Meriax had the blood of every single past king of the sub-elves flowing through her veins.  On her mother’s side, she could trace her lineage all the way back to the first sub-elves, kicked out of the elven race for being too big, too burly, and too brutish, while not being very bright.  When she tried to trace back her father’s bloodline once, Meriax had found that two generations ago, his family was working in the dwarven mines, and before that they were cleaning out stables for humans.

So Meriax didn’t care for her father any more than he cared for her.  Possibly even less.

She hadn’t thought much of his decision to invade Cloxlan.  Sure, there was gold and silver and other metal there in plentitude, but it was walking and talking and generally giving all indications of being alive.  And okay, yeah, you could find just about any excuse to do away with just about anybody, if you worked hard enough at it, but…the tiktox were really not much fun to kill.  It was more than a little creepy, watching a tiktox be melted down for its metal, and Meriax didn’t like it at all, even though she had always rather enjoyed a good execution.

Just at the moment, her father was trying — as he had been for the last five years — to find out what had happened to the lord of the tiktox.  “Where is your emperor?!”  Gerlax was screaming in rage by this point in the proceeding.

“The tiktox have no such thing,” the tiktox on the torture table told him.

Gerlax gestured to the torture master, and out came the red-hot poker.  So cliché!  But there wasn’t much you could do to a tiktox to hurt them, apart from melting them a bit.  As the searing hot instrument pressed up against the brass body of the tiktox on the rack, it let out a shriek like a rusty door being swung open all too fast.

All the other tiktox in the room let out the same shriek at the same moment.  Even the ones out on the street did; Meriax could hear them through the open window.  It was eerie, how the tiktox could all feel each other’s pain like that.  She wondered if they could feel each other’s pleasure, too.  For a moment, she thought how awkward that must get between husbands and wives, then sharply remonstrated herself that tiktox weren’t male or female and they built their young, so it wasn’t the same as it was with “flesh creatures” like herself.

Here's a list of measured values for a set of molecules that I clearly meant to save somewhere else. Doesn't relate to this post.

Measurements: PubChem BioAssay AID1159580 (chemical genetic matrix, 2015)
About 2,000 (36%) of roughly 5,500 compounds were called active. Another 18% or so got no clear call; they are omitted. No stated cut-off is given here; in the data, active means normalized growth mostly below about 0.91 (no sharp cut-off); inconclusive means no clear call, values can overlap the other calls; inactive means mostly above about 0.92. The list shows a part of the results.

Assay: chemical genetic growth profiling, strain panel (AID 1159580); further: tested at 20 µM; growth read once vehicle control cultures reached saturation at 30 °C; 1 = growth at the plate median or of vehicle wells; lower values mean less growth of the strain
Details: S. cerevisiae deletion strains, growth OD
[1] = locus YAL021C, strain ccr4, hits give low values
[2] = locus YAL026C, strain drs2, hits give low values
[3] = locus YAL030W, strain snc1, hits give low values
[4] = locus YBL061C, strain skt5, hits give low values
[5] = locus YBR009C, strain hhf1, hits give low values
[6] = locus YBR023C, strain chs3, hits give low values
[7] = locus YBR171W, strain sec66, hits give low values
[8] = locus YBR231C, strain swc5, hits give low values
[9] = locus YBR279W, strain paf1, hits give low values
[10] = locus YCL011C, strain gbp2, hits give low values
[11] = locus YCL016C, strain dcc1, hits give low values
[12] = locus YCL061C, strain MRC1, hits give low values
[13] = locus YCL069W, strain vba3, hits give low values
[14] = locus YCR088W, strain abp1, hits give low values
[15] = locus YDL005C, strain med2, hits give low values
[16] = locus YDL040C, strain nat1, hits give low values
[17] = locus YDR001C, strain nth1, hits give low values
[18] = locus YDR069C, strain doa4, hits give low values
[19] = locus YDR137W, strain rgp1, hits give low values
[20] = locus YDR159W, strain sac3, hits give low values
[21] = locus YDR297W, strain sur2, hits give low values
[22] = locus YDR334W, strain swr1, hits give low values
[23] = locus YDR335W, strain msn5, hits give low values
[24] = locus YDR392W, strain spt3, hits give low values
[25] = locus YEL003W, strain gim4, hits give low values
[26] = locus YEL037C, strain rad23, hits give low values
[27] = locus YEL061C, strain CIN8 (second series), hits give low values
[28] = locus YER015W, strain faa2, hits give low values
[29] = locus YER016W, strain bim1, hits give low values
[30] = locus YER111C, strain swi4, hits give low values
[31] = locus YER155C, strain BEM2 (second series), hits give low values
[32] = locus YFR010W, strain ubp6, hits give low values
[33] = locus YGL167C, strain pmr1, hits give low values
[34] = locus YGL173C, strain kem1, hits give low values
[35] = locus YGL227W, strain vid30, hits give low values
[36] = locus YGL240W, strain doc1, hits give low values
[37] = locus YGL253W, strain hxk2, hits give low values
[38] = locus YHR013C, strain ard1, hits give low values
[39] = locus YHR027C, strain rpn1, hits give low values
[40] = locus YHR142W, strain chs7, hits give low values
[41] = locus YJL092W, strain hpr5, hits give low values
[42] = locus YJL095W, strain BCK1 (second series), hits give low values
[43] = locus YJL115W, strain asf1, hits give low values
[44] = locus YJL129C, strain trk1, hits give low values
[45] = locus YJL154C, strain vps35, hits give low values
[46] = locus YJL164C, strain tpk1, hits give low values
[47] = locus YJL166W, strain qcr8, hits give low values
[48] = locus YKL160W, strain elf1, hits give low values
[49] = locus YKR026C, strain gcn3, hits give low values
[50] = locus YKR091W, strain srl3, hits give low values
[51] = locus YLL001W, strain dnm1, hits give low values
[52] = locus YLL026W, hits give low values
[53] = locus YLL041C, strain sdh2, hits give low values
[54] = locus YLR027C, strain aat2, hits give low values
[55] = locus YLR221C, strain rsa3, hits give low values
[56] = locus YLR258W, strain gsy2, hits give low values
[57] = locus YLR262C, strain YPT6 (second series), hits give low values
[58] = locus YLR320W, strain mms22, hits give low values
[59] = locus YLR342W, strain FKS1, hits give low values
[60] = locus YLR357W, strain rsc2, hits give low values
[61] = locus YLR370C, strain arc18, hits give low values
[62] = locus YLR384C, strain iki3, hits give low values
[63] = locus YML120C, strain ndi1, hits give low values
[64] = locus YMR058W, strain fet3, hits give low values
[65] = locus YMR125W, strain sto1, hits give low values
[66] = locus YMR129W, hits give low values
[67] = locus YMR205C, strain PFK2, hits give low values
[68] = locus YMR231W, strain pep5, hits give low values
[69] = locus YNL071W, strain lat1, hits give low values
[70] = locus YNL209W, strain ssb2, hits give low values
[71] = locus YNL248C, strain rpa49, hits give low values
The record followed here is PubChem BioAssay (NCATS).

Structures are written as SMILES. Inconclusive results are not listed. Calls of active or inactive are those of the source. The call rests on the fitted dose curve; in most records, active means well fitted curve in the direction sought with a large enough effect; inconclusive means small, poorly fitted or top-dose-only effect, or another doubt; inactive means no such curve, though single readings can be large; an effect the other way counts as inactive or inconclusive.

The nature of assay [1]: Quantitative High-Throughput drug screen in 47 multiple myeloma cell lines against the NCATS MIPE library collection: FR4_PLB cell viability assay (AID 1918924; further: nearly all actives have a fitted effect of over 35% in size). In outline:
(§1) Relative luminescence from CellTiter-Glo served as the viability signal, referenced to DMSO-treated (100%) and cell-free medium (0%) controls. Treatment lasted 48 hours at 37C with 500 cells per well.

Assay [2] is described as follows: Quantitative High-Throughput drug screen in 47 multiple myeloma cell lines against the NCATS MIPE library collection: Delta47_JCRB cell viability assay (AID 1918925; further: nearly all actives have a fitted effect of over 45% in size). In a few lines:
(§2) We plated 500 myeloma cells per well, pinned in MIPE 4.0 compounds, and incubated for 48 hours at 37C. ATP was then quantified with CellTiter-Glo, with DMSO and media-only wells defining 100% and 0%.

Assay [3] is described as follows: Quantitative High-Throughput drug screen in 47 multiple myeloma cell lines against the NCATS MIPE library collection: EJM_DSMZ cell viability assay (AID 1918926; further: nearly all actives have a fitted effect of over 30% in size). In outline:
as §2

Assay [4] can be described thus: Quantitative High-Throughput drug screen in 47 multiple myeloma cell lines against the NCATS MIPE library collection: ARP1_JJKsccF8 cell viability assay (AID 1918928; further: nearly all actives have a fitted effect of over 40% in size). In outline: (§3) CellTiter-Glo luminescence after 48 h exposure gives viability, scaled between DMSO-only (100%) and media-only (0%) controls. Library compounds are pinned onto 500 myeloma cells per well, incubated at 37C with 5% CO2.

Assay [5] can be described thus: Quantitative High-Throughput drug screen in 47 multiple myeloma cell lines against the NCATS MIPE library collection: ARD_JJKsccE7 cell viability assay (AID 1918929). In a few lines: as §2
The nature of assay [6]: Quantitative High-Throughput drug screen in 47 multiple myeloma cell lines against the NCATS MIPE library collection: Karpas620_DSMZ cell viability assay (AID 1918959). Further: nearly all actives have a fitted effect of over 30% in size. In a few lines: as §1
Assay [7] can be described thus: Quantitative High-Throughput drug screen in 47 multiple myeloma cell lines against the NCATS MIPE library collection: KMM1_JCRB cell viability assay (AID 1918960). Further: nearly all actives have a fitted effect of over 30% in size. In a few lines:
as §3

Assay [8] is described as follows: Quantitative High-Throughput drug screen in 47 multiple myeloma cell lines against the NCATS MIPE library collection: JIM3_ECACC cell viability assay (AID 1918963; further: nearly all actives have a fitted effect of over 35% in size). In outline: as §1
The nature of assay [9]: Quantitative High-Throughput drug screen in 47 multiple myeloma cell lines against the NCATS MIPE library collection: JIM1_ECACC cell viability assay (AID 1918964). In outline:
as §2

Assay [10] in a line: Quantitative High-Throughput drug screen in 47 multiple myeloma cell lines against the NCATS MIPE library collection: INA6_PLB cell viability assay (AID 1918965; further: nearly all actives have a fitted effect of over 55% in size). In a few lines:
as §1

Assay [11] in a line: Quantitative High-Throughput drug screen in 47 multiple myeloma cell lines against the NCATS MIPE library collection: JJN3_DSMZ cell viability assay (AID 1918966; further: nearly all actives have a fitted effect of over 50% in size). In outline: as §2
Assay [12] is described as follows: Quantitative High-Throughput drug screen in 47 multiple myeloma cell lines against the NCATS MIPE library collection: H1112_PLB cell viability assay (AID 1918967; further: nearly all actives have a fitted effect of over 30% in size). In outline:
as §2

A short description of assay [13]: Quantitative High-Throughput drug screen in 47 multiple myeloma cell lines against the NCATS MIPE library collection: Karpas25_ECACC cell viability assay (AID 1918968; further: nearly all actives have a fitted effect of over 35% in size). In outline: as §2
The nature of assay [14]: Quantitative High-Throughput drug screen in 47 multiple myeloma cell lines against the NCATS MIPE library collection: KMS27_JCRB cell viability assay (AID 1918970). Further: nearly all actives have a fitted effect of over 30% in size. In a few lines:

“Why are you protecting a ruler so cowardly that he’s never shown himself in all the time we’ve been here?” Gerlax demanded, when the instrument of torture was lifted from the tiktox’s metal body, sparing everyone from the pain of its screech.  “All we want is the gold and jewels.  Give us your rulers, and we’ll go away again and leave the rest of you in peace,” he lied.  Meriax knew very well that her father wanted to melt down every single tiktox there.  All that metal to make new weapons, without having to go through the hassle of mining like the dwarves…that spelled money and power.  Lots of both.

“The tiktox have no need of rulers the way flesh creatures have,” the tiktox informed him.

Gerlax let out a stunning round of very inventive swear words.  Meriax was actually rather impressed that his vocabulary was that large.  “Slag him!” Gerlax shouted at the torturer.  “Melt him down slowly, so he really feels the pain!”

The torturer winced.  But seeing that Gerlax had a hard look on his face, he didn’t talk back.

He just reached for a pair of ear plugs.

As the torturer began his work, Meriax hurried out of the throne room.  She knew an isolated spot where she probably wouldn’t hear too much of the screeching from the other tiktox.

But the whole time, she couldn’t help contemplating the idea of being the one to take out her father and become the new king.

* * *

As Princess Spiderweb watched the soldiers of fortune arriving and milling about, she decided she didn’t much like armies.

No, that wasn’t true.  She didn’t like them at all.  They kept staring at her and whispering things that sounded very unpleasant.  The only thing keeping them away from her, as far as she could tell, was that she was standing beside her horse, and they all seemed oddly afraid of her horse.

“Will these men really help us save Cloxlan?” Mr. Tiktox asked her, still holding the jewel-encrusted egg in two of his metal hands.

“I hope so,” Princess Spiderweb answered.  She wanted to tell him that of course they would, but…she had begun to have her own doubts about them.  Particularly because the woman in the pub’s kitchen who had been bringing them food all this time had taken Princess Spiderweb aside and explained a few choice facts of life to her concerning ‘mercenaries’ and their ways.  She had expected Trang to provide his own army, since he was supposed to be a king, but obviously he was just a liar and had no army to provide, and so he was just buying one!  Princess Spiderweb resented his lie all the more because it meant that surely he had lied to her former guardian, the nice trollup who had watched out for her for so long.

Princess Spiderweb was not fond of the whole concept of ‘lying,’ and she wanted nothing more to do with it from now on.

But right now it was more important to save Cloxlan.